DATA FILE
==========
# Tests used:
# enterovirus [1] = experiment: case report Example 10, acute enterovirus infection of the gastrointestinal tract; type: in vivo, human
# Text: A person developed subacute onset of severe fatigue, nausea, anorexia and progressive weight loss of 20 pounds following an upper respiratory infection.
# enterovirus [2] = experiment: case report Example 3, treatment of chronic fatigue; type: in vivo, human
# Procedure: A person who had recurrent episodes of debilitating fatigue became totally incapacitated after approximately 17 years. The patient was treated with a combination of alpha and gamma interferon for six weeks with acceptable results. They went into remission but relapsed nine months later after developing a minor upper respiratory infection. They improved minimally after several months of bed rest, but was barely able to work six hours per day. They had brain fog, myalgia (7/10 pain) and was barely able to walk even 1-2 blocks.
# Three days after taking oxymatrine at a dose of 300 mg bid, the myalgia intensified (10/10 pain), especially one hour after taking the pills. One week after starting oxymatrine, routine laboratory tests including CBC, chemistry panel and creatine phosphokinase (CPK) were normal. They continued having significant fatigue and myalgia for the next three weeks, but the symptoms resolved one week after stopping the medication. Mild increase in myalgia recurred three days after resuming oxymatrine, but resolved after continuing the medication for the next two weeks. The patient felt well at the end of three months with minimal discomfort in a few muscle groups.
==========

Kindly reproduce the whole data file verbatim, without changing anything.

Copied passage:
# Tests used:
# enterovirus [1] = experiment: case report Example 10, acute enterovirus infection of the gastrointestinal tract; type: in vivo, human
# Text: A person developed subacute onset of severe fatigue, nausea, anorexia and progressive weight loss of 20 pounds following an upper respiratory infection.
# enterovirus [2] = experiment: case report Example 3, treatment of chronic fatigue; type: in vivo, human
# Procedure: A person who had recurrent episodes of debilitating fatigue became totally incapacitated after approximately 17 years. The patient was treated with a combination of alpha and gamma interferon for six weeks with acceptable results. They went into remission but relapsed nine months later after developing a minor upper respiratory infection. They improved minimally after several months of bed rest, but was barely able to work six hours per day. They had brain fog, myalgia (7/10 pain) and was barely able to walk even 1-2 blocks.
# Three days after taking oxymatrine at a dose of 300 mg bid, the myalgia intensified (10/10 pain), especially one hour after taking the pills. One week after starting oxymatrine, routine laboratory tests including CBC, chemistry panel and creatine phosphokinase (CPK) were normal. They continued having significant fatigue and myalgia for the next three weeks, but the symptoms resolved one week after stopping the medication. Mild increase in myalgia recurred three days after resuming oxymatrine, but resolved after continuing the medication for the next two weeks. The patient felt well at the end of three months with minimal discomfort in a few muscle groups.